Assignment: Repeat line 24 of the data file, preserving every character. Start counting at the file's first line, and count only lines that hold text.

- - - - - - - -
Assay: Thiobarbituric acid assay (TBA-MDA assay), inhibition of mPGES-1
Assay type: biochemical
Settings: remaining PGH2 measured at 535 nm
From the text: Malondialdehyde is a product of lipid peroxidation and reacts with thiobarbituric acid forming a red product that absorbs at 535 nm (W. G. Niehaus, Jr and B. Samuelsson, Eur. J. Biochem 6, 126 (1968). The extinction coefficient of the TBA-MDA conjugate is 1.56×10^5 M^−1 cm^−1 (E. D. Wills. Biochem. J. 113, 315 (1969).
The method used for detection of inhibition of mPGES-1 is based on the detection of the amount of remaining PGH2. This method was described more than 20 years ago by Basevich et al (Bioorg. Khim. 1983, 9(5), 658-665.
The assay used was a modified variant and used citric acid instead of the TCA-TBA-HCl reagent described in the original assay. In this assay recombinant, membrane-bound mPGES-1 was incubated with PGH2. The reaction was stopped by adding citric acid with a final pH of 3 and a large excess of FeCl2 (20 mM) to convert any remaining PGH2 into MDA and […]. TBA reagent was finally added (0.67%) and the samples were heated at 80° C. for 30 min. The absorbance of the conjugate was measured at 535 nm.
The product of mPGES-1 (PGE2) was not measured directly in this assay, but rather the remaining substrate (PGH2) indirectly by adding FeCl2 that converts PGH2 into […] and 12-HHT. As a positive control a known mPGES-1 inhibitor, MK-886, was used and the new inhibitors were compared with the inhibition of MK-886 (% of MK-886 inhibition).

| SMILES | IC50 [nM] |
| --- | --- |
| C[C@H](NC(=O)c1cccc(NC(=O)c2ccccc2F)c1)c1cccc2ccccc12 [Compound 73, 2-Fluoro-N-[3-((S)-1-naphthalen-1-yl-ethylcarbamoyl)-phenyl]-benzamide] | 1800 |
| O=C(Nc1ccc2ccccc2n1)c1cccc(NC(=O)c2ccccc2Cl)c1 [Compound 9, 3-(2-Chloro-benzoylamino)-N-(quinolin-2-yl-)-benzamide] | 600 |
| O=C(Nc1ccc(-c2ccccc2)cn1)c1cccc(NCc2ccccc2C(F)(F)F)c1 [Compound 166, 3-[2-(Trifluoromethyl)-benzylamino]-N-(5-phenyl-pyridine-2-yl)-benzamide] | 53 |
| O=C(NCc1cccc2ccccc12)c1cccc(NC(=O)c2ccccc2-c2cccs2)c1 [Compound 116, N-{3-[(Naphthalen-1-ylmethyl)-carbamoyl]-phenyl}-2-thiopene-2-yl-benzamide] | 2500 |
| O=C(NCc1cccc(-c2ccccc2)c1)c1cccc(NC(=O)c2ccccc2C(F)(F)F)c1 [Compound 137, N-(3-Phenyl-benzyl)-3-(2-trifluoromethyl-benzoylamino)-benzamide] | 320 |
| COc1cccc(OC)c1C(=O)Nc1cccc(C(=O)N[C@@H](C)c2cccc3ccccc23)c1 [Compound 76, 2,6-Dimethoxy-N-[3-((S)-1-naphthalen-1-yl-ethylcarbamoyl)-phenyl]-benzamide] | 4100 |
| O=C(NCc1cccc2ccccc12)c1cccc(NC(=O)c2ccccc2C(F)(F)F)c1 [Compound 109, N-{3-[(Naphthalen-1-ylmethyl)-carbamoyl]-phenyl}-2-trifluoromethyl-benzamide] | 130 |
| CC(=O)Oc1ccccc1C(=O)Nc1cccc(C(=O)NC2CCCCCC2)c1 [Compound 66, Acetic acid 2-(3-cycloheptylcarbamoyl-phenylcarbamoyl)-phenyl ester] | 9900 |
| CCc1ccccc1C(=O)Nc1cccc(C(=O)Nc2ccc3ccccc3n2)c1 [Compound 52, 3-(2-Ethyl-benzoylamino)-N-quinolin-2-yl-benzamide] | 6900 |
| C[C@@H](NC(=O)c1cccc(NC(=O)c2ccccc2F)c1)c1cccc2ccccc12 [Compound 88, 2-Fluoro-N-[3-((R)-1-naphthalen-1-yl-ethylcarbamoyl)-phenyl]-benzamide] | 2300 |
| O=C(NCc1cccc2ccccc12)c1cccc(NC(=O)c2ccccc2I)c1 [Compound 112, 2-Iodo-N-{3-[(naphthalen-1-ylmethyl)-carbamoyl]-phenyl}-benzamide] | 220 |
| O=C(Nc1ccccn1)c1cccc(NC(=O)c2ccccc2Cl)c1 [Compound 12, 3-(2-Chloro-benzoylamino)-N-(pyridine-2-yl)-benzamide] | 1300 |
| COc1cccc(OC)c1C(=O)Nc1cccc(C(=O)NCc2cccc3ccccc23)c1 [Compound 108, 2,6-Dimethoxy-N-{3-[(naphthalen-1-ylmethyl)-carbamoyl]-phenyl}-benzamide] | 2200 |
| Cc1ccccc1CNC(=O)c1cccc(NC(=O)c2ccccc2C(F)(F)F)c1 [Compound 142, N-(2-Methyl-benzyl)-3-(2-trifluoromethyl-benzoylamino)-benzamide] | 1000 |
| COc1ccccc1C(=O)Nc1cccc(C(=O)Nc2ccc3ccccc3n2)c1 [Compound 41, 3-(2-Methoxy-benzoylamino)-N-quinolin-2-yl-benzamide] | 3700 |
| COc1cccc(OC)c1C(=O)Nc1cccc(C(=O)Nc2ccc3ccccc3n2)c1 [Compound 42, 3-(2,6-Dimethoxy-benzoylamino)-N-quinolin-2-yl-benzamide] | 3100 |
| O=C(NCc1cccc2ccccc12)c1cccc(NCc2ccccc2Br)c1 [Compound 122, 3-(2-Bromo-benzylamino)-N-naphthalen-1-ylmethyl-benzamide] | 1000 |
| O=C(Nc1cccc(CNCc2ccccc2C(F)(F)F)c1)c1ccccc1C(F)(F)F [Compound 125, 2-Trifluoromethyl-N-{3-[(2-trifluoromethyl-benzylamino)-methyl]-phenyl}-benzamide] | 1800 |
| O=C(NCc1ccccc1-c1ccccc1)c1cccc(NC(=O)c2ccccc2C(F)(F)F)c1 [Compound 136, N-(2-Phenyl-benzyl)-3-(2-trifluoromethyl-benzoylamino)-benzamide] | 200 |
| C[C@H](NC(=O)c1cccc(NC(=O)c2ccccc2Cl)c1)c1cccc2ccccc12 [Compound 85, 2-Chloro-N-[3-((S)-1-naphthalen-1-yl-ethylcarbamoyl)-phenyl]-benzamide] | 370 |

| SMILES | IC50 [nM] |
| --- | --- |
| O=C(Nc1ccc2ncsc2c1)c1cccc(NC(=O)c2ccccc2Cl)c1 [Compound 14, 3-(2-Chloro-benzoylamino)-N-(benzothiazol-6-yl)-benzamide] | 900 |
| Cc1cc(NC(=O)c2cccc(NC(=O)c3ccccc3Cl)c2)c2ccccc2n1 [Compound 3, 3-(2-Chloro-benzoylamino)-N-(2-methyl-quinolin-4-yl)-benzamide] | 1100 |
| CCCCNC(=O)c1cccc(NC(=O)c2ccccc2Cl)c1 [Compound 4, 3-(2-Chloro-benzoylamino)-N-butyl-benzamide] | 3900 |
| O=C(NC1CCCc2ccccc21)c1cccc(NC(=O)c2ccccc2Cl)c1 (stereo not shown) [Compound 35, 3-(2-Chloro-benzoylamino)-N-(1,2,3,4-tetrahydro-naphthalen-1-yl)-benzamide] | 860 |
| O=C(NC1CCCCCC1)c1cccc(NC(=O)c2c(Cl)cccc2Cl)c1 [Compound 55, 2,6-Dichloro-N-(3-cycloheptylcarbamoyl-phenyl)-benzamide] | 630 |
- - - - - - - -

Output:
| COc1ccccc1C(=O)Nc1cccc(C(=O)Nc2ccc3ccccc3n2)c1 [Compound 41, 3-(2-Methoxy-benzoylamino)-N-quinolin-2-yl-benzamide] | 3700 |